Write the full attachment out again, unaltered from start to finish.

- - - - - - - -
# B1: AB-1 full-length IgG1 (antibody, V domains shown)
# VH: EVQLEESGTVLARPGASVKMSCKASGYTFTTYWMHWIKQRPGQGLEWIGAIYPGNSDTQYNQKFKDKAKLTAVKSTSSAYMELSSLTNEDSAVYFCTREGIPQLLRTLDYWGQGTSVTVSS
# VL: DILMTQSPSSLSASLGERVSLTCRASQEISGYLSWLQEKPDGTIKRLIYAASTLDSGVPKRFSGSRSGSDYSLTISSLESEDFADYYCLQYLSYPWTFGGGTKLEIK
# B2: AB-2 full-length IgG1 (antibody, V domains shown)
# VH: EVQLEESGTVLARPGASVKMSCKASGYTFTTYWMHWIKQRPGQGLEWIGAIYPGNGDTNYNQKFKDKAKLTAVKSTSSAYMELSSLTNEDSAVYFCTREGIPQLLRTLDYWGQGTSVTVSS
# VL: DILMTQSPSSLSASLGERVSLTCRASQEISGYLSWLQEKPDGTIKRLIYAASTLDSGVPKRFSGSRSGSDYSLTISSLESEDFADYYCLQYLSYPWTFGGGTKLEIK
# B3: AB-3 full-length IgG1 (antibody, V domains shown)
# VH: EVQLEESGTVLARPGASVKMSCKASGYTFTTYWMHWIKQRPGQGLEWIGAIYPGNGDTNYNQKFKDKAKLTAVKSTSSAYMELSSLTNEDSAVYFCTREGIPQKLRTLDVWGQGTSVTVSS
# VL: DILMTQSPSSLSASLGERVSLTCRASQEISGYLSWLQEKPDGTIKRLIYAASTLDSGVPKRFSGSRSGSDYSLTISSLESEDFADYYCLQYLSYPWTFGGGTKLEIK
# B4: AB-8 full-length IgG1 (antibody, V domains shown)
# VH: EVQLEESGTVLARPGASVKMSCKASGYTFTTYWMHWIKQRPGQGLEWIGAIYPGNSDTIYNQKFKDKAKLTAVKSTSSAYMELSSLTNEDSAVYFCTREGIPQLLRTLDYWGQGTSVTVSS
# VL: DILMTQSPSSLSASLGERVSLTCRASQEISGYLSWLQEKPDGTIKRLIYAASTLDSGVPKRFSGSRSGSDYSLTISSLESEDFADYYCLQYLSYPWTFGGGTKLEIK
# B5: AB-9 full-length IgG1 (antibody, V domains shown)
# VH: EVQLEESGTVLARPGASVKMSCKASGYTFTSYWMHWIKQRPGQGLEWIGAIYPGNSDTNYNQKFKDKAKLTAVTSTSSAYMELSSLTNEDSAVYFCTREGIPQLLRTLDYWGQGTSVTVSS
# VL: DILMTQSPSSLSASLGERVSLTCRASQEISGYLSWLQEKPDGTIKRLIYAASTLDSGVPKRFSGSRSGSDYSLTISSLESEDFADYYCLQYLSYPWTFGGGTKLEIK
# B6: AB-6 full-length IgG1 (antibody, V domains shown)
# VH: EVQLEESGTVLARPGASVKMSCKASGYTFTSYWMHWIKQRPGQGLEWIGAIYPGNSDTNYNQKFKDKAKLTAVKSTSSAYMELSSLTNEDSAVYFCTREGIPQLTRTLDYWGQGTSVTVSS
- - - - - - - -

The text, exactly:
# B1: AB-1 full-length IgG1 (antibody, V domains shown)
# VH: EVQLEESGTVLARPGASVKMSCKASGYTFTTYWMHWIKQRPGQGLEWIGAIYPGNSDTQYNQKFKDKAKLTAVKSTSSAYMELSSLTNEDSAVYFCTREGIPQLLRTLDYWGQGTSVTVSS
# VL: DILMTQSPSSLSASLGERVSLTCRASQEISGYLSWLQEKPDGTIKRLIYAASTLDSGVPKRFSGSRSGSDYSLTISSLESEDFADYYCLQYLSYPWTFGGGTKLEIK
# B2: AB-2 full-length IgG1 (antibody, V domains shown)
# VH: EVQLEESGTVLARPGASVKMSCKASGYTFTTYWMHWIKQRPGQGLEWIGAIYPGNGDTNYNQKFKDKAKLTAVKSTSSAYMELSSLTNEDSAVYFCTREGIPQLLRTLDYWGQGTSVTVSS
# VL: DILMTQSPSSLSASLGERVSLTCRASQEISGYLSWLQEKPDGTIKRLIYAASTLDSGVPKRFSGSRSGSDYSLTISSLESEDFADYYCLQYLSYPWTFGGGTKLEIK
# B3: AB-3 full-length IgG1 (antibody, V domains shown)
# VH: EVQLEESGTVLARPGASVKMSCKASGYTFTTYWMHWIKQRPGQGLEWIGAIYPGNGDTNYNQKFKDKAKLTAVKSTSSAYMELSSLTNEDSAVYFCTREGIPQKLRTLDVWGQGTSVTVSS
# VL: DILMTQSPSSLSASLGERVSLTCRASQEISGYLSWLQEKPDGTIKRLIYAASTLDSGVPKRFSGSRSGSDYSLTISSLESEDFADYYCLQYLSYPWTFGGGTKLEIK
# B4: AB-8 full-length IgG1 (antibody, V domains shown)
# VH: EVQLEESGTVLARPGASVKMSCKASGYTFTTYWMHWIKQRPGQGLEWIGAIYPGNSDTIYNQKFKDKAKLTAVKSTSSAYMELSSLTNEDSAVYFCTREGIPQLLRTLDYWGQGTSVTVSS
# VL: DILMTQSPSSLSASLGERVSLTCRASQEISGYLSWLQEKPDGTIKRLIYAASTLDSGVPKRFSGSRSGSDYSLTISSLESEDFADYYCLQYLSYPWTFGGGTKLEIK
# B5: AB-9 full-length IgG1 (antibody, V domains shown)
# VH: EVQLEESGTVLARPGASVKMSCKASGYTFTSYWMHWIKQRPGQGLEWIGAIYPGNSDTNYNQKFKDKAKLTAVTSTSSAYMELSSLTNEDSAVYFCTREGIPQLLRTLDYWGQGTSVTVSS
# VL: DILMTQSPSSLSASLGERVSLTCRASQEISGYLSWLQEKPDGTIKRLIYAASTLDSGVPKRFSGSRSGSDYSLTISSLESEDFADYYCLQYLSYPWTFGGGTKLEIK
# B6: AB-6 full-length IgG1 (antibody, V domains shown)
# VH: EVQLEESGTVLARPGASVKMSCKASGYTFTSYWMHWIKQRPGQGLEWIGAIYPGNSDTNYNQKFKDKAKLTAVKSTSSAYMELSSLTNEDSAVYFCTREGIPQLTRTLDYWGQGTSVTVSS